Each year, the National Weather Service coordinates with each state to implement a State Operating Plan related to fire weather services.  According to NWS Fire Meteorologist Chris Cuoco, these meetings take place at the Geographic Area Coordination Centers where the state and federal agencies such as the U.S. Forest Service and Department of Interior are represented. Red Flag criteria and other fire weather products are discussed and set in these meetings.  The Red Flag Warning criteria varies state to state mainly around relative humidity and fuel moistures.   In the humid Southeastern U.S., relative humidity of less than 30% can trigger a Red Flag, but is no big deal in the arid West where critical relative humidity is often in the single digits.  The same goes for fuel moisture values.  And it is usually not any one condition but the combination of these Srh noaa.gov conditions cause Red Flags to be issued.

While the primary purpose of Red Flag Warnings is firefighter safety, fire agencies and land management agencies  also use them for pre-planning, staffing level changes, and if necessary, restrict some public activities such as camp fires and agricultural burns.

The NWS has been active in making the public more aware of these Watches and Warnings.  Cuoco said, “The hope is that when the public is using fire, they will use the caution implied in those products.” 

 photo credit: top  archives.9news.com, bottom  srh noaa.gov

Sun City, TX residents take their Firewise program seriously and on Feb. 20, 2015, two of their champions were officially recognized at the Georgetown City Council meeting.

Georgetown Fire Chief John Sullivan presented certificates of recognition to Paul Ohlenbusch and Dan Dodson for their years of dedication to NFPA’s Firewise program.  Paul and Dan then gave a short presentation on Firewise to the Mayor and City Council. Presentation

(l to r Chief John Sullivan, Paul Ohlenbusch, Dan Dodson) 

NFPA’s Firewise program is all about neighbors working with neighbors to reduce their risk from wildland fires.  It provides science based principles, training and education that helps residents organize, collaborate, and act to protect their homes, their lives and to reduce hazards for firefighters.

This year, the NFPA launched its campaign of “The Year of Living Less Dangerously From Wildfire", #YLLDW, and its three phases, “Plan, Act, Embrace”.  Paul, Dan and the residents of Sun City certainly represent what this campaign is all about.     

Sun City has 6,096 homes and 12,430 residents.  The Firewise Group within the community conducts many public presentations, has a core group of 50-60 Home Ignition Zone evaluators and also provides orientation classes to new residents.  In 2015, they will be presenting at the NFPA’s “Backyards and Beyond” conference Oct. 20 – 21 in Mrytle Beach, SC.  Sun City has had some very active Firewise Days and regularly conducts activities during the NFPA’s Wildfire Community Preparedness Day.

So if you want a year, (or more) of living less dangerously from wildfire, take some tips from Sun City, and see how you can “Plan, Act, and Embrace” wildfire risk reduction.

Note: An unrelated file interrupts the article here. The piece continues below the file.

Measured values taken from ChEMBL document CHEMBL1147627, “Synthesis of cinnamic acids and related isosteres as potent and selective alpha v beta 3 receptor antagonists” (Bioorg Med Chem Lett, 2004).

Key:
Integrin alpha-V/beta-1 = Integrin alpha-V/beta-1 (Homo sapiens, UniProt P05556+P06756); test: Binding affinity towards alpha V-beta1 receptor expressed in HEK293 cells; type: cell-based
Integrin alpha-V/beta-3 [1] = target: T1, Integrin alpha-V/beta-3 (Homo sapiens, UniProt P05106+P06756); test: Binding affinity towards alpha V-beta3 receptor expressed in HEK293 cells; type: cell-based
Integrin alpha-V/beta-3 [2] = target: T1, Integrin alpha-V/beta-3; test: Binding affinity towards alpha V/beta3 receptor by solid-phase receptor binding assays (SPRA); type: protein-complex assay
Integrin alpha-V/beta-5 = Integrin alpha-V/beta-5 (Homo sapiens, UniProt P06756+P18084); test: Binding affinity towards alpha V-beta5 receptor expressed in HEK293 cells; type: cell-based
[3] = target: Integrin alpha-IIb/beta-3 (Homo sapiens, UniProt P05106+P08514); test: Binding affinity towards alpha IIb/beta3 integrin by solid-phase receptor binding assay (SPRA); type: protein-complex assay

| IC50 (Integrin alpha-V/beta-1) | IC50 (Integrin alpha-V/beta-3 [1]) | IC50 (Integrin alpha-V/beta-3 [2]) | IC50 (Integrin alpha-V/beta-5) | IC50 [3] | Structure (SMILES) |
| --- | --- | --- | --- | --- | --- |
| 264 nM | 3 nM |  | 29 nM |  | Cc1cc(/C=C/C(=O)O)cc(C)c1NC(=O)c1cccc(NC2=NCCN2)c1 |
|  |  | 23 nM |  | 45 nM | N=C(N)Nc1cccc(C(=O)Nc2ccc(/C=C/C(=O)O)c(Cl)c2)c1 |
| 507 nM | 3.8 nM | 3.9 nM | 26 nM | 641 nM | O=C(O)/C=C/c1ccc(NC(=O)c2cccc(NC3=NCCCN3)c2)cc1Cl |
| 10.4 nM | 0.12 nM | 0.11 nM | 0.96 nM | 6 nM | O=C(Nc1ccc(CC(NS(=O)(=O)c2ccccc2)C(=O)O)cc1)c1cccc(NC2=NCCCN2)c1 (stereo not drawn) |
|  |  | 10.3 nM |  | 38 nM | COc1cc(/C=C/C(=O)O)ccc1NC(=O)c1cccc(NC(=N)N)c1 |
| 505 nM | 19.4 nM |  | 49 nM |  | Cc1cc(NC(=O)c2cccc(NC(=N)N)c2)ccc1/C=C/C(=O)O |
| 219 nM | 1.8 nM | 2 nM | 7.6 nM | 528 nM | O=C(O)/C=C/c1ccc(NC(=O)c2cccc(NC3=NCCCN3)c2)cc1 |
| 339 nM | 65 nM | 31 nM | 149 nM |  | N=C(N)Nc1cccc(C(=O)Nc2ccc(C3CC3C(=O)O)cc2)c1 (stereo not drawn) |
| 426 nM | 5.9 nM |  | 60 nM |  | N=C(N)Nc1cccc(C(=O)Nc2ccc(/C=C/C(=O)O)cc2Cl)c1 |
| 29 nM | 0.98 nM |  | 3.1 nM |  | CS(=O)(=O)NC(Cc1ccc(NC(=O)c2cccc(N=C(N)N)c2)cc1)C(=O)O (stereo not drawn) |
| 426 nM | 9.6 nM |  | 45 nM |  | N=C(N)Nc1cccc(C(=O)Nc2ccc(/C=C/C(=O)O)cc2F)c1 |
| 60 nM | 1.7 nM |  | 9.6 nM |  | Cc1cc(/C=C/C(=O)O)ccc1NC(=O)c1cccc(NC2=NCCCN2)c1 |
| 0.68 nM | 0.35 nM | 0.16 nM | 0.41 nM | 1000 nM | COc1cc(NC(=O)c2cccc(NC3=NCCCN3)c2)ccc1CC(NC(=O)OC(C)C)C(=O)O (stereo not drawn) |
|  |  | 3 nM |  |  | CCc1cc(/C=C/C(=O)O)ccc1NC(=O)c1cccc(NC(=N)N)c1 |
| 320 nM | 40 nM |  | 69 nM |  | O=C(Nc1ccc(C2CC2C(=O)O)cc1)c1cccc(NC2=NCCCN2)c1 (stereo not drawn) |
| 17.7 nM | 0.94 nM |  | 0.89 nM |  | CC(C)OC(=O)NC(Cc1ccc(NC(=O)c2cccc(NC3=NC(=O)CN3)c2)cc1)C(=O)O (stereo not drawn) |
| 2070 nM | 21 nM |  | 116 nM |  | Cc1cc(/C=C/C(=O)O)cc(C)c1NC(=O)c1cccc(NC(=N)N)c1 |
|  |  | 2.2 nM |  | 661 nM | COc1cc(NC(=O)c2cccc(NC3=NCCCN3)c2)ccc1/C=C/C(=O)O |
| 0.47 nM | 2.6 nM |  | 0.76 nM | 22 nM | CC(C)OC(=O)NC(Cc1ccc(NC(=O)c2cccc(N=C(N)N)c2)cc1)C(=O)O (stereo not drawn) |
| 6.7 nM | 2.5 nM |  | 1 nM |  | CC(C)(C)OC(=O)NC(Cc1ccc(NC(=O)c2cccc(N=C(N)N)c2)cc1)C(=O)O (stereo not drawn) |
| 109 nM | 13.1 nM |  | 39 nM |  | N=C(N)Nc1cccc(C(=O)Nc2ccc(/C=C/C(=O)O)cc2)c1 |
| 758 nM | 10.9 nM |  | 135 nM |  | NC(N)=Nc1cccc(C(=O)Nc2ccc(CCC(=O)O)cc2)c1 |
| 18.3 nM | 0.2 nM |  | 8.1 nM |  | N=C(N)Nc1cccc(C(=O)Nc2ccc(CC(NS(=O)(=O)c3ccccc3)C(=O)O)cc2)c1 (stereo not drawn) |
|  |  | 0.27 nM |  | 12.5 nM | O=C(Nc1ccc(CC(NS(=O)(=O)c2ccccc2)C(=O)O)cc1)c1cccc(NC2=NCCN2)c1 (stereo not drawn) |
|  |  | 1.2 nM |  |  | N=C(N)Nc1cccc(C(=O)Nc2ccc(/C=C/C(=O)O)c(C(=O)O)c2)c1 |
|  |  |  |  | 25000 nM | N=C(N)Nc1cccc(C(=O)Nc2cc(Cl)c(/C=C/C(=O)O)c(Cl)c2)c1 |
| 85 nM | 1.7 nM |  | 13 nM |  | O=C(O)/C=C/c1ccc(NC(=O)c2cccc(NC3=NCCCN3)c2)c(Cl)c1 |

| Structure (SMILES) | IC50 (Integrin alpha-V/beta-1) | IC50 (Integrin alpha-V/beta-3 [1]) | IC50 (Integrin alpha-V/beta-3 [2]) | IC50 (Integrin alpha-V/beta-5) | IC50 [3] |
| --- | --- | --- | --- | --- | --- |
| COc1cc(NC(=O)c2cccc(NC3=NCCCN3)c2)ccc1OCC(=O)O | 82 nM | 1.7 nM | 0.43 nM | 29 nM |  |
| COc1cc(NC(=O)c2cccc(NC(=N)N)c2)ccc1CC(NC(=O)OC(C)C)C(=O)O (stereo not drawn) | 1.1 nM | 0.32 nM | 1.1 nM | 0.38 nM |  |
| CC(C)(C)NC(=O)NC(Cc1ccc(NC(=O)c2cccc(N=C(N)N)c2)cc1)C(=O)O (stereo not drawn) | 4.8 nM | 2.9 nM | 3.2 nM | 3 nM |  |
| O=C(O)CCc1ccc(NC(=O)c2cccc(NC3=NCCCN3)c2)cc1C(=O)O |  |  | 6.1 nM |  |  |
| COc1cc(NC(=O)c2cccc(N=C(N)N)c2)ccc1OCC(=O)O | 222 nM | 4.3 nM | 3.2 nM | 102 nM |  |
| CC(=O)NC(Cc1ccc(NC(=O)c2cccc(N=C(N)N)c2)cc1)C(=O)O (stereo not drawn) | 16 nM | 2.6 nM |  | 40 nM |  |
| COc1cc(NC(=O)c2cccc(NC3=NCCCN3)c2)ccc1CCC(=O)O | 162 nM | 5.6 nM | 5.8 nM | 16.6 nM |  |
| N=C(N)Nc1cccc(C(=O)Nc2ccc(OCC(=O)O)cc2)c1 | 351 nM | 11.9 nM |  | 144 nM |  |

And, speaking of Wildfire Community Preparedness Day, it is May 2 this year.  What’s YOUR plan?

The NFPA’s “Living Less Dangerously from Wildfire”, (#YLLDW) campaign focuses on two main groups:  residents and firefighters.  In the plan phase of this campaign, we are addressing the need for residents to plan, before they even have a wildfire, on what they need to do to protect their homes and themselves.  But wildland firefighters need to plan too.  And so do Incident Commanders.

This time of year, most fire agencies are conducting annual refresher training on various wildland fire subjects, especially safety, as well as doing their annual pack tests.  Fire Managers and Command personnel will also be doing planning.  Pre-Incident planning is essential for safe and efficient fire suppression operations.  It’s about taking care of as many things as you can before the fire ever starts.  Actions that can save time, stress and even lives.

All of us that have fought wildland fires and had to command them know only too well how rapidly the complexity of a wildland/urban interface fire can grow.  You can find yourself behind the “power curve” in the blink of an eye it seems.  When it “hits the fan” that is the wrong time to be thinking about mutual aid agreements, water sources, air-to-ground radio frequencies, resource ordering procedures, local area maps, and the like.

In the October 2014 issue of Fire Break, NFPA’s Michele Steinberg wrote about a very informative article by Jim Linardos, “Taking Command of the WUI Fire”, that was published in Firefighter Nation.  Jim is a former Chief Officer and has served on Type 1 and 2 Incident Management Teams.  “If we have prepared our communities towards being Fire Adapted Communities through programs such as Firewise and Ready, Set, Go, then we as the Fire Service need to get prepared too”, Jim said.   

 As our fire service partners prepare for the coming fire season, I thought the article was particularly relevant and should be highlighted again.  Read it, use it, and more importantly, learn from it.  As Jim admitted, “It took me 35 years to write this article because I have been guilty of each one of these mistakes”.  What are you doing about living less dangerously from wildfire?